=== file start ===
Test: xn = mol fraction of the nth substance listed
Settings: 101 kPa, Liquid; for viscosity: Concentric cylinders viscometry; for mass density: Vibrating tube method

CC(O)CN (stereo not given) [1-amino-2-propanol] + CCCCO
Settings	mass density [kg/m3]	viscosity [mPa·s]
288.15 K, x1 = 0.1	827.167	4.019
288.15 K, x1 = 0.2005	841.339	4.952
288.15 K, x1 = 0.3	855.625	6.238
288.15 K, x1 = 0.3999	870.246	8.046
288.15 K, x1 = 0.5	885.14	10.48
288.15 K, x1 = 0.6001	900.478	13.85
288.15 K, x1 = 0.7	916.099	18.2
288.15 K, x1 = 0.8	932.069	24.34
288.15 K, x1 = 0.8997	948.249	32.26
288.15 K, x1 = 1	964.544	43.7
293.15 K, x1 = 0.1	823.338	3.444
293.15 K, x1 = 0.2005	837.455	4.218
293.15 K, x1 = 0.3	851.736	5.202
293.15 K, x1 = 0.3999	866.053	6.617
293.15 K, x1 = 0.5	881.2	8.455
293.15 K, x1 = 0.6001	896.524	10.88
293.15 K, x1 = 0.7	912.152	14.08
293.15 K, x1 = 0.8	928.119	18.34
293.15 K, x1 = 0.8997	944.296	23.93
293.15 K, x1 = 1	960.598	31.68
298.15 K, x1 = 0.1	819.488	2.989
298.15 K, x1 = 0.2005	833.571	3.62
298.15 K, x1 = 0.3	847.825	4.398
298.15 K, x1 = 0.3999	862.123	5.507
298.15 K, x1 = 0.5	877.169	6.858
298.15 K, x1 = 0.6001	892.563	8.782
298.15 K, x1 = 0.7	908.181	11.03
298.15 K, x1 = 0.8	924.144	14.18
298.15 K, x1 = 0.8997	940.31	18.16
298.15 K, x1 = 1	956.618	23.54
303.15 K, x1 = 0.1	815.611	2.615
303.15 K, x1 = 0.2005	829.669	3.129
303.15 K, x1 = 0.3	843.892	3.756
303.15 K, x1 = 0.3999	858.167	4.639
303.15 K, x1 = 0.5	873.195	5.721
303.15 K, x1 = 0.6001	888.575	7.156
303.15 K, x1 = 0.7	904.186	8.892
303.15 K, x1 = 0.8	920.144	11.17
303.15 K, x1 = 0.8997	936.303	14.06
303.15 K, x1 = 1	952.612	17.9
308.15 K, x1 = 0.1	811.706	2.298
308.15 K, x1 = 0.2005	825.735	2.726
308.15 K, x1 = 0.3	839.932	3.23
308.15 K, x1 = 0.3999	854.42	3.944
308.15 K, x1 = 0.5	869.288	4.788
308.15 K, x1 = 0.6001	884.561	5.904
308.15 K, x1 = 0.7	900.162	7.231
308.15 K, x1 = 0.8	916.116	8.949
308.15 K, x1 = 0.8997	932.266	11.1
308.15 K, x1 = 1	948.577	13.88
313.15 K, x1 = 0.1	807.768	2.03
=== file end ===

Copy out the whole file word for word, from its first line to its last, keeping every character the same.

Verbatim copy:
Test: xn = mol fraction of the nth substance listed
Settings: 101 kPa, Liquid; for viscosity: Concentric cylinders viscometry; for mass density: Vibrating tube method

CC(O)CN (stereo not given) [1-amino-2-propanol] + CCCCO
Settings	mass density [kg/m3]	viscosity [mPa·s]
288.15 K, x1 = 0.1	827.167	4.019
288.15 K, x1 = 0.2005	841.339	4.952
288.15 K, x1 = 0.3	855.625	6.238
288.15 K, x1 = 0.3999	870.246	8.046
288.15 K, x1 = 0.5	885.14	10.48
288.15 K, x1 = 0.6001	900.478	13.85
288.15 K, x1 = 0.7	916.099	18.2
288.15 K, x1 = 0.8	932.069	24.34
288.15 K, x1 = 0.8997	948.249	32.26
288.15 K, x1 = 1	964.544	43.7
293.15 K, x1 = 0.1	823.338	3.444
293.15 K, x1 = 0.2005	837.455	4.218
293.15 K, x1 = 0.3	851.736	5.202
293.15 K, x1 = 0.3999	866.053	6.617
293.15 K, x1 = 0.5	881.2	8.455
293.15 K, x1 = 0.6001	896.524	10.88
293.15 K, x1 = 0.7	912.152	14.08
293.15 K, x1 = 0.8	928.119	18.34
293.15 K, x1 = 0.8997	944.296	23.93
293.15 K, x1 = 1	960.598	31.68
298.15 K, x1 = 0.1	819.488	2.989
298.15 K, x1 = 0.2005	833.571	3.62
298.15 K, x1 = 0.3	847.825	4.398
298.15 K, x1 = 0.3999	862.123	5.507
298.15 K, x1 = 0.5	877.169	6.858
298.15 K, x1 = 0.6001	892.563	8.782
298.15 K, x1 = 0.7	908.181	11.03
298.15 K, x1 = 0.8	924.144	14.18
298.15 K, x1 = 0.8997	940.31	18.16
298.15 K, x1 = 1	956.618	23.54
303.15 K, x1 = 0.1	815.611	2.615
303.15 K, x1 = 0.2005	829.669	3.129
303.15 K, x1 = 0.3	843.892	3.756
303.15 K, x1 = 0.3999	858.167	4.639
303.15 K, x1 = 0.5	873.195	5.721
303.15 K, x1 = 0.6001	888.575	7.156
303.15 K, x1 = 0.7	904.186	8.892
303.15 K, x1 = 0.8	920.144	11.17
303.15 K, x1 = 0.8997	936.303	14.06
303.15 K, x1 = 1	952.612	17.9
308.15 K, x1 = 0.1	811.706	2.298
308.15 K, x1 = 0.2005	825.735	2.726
308.15 K, x1 = 0.3	839.932	3.23
308.15 K, x1 = 0.3999	854.42	3.944
308.15 K, x1 = 0.5	869.288	4.788
308.15 K, x1 = 0.6001	884.561	5.904
308.15 K, x1 = 0.7	900.162	7.231
308.15 K, x1 = 0.8	916.116	8.949
308.15 K, x1 = 0.8997	932.266	11.1
308.15 K, x1 = 1	948.577	13.88
313.15 K, x1 = 0.1	807.768	2.03